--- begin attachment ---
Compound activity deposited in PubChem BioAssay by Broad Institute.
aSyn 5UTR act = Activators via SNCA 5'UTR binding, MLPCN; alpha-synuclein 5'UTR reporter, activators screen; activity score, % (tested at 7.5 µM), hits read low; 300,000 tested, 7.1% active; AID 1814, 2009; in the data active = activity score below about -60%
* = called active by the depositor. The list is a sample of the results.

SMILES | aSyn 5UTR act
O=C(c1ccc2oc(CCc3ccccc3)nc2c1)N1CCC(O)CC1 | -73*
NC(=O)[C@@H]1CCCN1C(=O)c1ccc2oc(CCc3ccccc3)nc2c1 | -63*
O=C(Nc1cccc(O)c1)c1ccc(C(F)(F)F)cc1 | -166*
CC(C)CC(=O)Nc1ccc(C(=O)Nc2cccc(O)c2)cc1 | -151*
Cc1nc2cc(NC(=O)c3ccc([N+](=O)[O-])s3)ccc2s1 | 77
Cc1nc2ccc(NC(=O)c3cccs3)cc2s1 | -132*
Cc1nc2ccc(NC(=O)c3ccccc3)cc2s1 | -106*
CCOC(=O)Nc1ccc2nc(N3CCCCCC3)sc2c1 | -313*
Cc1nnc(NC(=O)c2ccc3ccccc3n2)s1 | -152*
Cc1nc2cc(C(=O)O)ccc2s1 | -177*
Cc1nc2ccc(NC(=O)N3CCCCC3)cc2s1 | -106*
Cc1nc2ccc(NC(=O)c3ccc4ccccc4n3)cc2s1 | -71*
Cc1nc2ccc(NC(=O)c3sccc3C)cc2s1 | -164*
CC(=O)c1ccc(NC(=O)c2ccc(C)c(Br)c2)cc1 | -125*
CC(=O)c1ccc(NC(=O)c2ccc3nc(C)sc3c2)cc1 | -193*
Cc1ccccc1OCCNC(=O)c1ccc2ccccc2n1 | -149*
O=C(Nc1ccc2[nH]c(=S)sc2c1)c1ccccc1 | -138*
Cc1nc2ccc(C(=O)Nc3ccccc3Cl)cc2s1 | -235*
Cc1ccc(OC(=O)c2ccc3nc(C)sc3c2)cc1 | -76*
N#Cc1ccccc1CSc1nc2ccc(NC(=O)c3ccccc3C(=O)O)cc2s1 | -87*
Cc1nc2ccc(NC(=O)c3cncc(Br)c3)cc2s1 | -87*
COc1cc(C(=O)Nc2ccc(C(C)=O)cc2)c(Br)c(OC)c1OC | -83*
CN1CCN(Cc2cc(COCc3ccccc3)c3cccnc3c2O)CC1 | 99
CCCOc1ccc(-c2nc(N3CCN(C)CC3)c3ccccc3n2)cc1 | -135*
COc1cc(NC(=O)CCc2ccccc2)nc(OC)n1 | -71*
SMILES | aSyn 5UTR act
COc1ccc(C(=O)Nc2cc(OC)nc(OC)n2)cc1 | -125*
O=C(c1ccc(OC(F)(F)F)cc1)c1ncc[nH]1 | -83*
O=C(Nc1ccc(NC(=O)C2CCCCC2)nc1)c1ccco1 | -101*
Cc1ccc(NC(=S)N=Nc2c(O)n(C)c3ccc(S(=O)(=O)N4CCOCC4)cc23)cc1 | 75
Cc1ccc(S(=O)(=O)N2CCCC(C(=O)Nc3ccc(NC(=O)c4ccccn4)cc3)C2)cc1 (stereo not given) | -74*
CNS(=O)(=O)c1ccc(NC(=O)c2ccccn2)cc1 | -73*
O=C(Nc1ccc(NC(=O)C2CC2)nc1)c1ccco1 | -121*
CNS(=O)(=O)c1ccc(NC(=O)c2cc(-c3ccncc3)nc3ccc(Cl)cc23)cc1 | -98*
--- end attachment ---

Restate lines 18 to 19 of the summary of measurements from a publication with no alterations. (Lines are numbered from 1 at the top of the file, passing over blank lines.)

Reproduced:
CC(=O)c1ccc(NC(=O)c2ccc(C)c(Br)c2)cc1 | -125*
CC(=O)c1ccc(NC(=O)c2ccc3nc(C)sc3c2)cc1 | -193*